Garmin has announced a metric crapton of products today, but it’s the Vivoactive that I’m probably most excited about. Or, at least, it’s the device I feel has the most potential and the widest possible appeal. But, perhaps I’m getting ahead of you a bit.
The Vivoactive is Garmin’s first true smartwatch – but unlike so many other entrants out there, this one will actually appeal to athletes. To begin, it contains GPS. And while that might sound obvious for athletic devices these days, it’s actually not that common on smart watches. Nor is the 50m waterproofing that’s also found on the Vivoactive. And in this case, they actually want you to swim with it – since it includes pool swim tracking. Which is a derivative of the same swim tracking found in the Garmin Swim and other multisport GPS devices from Garmin.
But the Vivoactive isn’t the only thing released in the Vivo lineup today. They also made some minor updates to the Vivofit, revamping it with the next version: Vivofit2. These tweaks include vibration alerts and a backlight, as well as a host of colorful bands. There are now more colored bands to choose from than devices I could possibly wear on either of my arms concurrently.
And finally, Garmin is starting rollout of Connect IQ today. This begins first with watch faces and data fields (today), but will soon be expanded to full blown apps (soonish). I’ll dive into this more a bit later in the week in a separate post. But Connect IQ is targeted at the Garmin Epix GPS watch, Vivoactive GPS watch, Fenix3 GPS watch, and the previously announced FR920XT GPS watch.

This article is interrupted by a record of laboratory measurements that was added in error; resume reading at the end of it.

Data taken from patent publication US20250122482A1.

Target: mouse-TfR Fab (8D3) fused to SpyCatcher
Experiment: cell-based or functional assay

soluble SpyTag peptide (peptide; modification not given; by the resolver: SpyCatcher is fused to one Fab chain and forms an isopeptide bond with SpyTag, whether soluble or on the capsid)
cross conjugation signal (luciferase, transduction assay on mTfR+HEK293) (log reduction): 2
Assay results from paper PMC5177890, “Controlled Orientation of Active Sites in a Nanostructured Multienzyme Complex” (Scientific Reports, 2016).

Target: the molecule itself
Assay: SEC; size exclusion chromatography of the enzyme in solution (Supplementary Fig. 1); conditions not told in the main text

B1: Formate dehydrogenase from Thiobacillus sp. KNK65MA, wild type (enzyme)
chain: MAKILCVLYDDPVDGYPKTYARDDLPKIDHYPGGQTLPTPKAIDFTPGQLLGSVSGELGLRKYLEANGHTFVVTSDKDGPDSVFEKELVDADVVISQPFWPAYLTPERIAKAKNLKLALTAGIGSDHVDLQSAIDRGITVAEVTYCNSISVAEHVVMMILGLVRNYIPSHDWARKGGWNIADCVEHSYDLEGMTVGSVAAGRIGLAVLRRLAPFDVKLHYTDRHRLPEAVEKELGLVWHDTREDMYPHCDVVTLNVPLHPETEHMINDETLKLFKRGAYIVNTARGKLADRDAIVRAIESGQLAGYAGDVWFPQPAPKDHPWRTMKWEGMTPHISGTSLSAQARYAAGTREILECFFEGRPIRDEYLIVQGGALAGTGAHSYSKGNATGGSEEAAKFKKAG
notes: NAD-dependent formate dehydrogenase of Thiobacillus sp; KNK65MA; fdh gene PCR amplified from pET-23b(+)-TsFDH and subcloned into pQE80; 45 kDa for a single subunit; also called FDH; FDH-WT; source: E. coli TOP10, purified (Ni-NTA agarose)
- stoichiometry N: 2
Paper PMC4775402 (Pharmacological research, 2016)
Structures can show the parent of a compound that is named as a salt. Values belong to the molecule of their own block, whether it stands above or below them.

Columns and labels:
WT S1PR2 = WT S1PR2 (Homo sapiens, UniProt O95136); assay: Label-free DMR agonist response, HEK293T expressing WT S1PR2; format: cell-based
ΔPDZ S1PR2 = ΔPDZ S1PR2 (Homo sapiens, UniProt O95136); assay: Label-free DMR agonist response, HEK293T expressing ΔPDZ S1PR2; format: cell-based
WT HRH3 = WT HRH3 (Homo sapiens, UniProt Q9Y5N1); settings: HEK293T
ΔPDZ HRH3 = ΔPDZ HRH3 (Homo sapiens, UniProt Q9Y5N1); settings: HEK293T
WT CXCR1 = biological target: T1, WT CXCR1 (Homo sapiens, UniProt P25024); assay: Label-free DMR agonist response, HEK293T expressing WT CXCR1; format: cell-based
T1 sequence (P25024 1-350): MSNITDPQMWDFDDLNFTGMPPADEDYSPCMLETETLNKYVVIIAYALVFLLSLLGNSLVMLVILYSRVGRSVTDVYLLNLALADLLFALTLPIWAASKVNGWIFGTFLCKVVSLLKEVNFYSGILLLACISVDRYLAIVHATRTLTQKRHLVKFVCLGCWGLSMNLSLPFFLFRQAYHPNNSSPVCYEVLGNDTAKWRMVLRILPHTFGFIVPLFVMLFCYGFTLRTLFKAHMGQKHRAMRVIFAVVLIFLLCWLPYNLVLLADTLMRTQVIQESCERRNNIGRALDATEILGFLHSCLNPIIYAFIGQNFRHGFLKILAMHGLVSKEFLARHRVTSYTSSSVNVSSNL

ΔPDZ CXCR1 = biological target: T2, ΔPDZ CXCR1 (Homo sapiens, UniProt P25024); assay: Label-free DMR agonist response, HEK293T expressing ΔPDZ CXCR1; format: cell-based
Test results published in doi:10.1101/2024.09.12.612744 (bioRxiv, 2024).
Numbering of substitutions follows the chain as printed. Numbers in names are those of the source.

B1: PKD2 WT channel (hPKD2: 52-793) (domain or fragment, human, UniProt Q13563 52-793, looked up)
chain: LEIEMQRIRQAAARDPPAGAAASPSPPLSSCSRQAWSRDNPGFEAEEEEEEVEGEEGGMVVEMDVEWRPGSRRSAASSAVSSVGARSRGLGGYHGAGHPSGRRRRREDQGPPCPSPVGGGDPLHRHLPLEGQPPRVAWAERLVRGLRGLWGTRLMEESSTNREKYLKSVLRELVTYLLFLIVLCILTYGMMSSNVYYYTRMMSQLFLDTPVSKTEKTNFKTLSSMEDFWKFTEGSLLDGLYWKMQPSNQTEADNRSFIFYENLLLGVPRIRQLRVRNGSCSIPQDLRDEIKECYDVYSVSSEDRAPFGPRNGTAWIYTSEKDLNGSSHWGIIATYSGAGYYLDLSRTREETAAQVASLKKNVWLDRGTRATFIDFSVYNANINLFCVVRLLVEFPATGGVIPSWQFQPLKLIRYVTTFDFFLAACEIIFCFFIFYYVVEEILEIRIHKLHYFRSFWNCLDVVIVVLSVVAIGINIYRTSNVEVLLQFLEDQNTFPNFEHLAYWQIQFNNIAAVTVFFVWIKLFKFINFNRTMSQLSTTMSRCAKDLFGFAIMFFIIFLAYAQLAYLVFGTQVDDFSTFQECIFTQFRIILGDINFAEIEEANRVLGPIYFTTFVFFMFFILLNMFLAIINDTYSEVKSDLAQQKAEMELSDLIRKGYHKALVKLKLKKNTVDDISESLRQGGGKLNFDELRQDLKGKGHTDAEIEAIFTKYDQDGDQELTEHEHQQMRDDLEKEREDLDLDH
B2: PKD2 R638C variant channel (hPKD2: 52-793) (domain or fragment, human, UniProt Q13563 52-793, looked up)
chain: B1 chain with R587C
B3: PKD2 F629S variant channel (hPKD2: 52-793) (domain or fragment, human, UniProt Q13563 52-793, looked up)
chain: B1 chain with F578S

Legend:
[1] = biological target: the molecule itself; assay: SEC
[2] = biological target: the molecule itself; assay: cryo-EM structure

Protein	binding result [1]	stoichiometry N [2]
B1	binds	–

First up is the Vivoactive, this is Garmin’s new ultra-slim smartwatch. Think of it as part traditional smartwatch, part activity tracker, and part fitness GPS watch – all rolled into one. Oh, with a side of golfing added in for good measure.
The watch contains a touch screen as well as one physical button on each side, with a further two dedicated touch-sensitive button-ish areas below the touch screen.
We’ll start with Garmin’s strongest area which is fitness tracking. The Vivoactive contains three base sport modes – swimming, cycling, and running. Within each of those modes it’ll track your speed, distance, time and sensor data such as heart rate or cadence.
Of course my first thought when noticing the swim mode is that this might just make for a perfect replacement for my aging Garmin Swim watch. And to a large degree, that’s true. It’ll record swim metrics like laps, time, and lengths, as well as show you your current pace just like Garmin’s other pool swim tracking watches.
Where you see some slight differences though is in some of the more advanced swim capabilities like the interval rest timer and drill mode found on the other Garmin swim devices. These functions aren’t currently available on the Vivoactive, which I think is a bit of a mistake. I suspect the addition of those functions would convert a lot of people that have the Garmin Swim still in their swim bags, especially with the Bluetooth Smart uploading of completed workouts via your phone straight to sites like Training Peaks and Sport Tracks that have detailed swim analysis modules.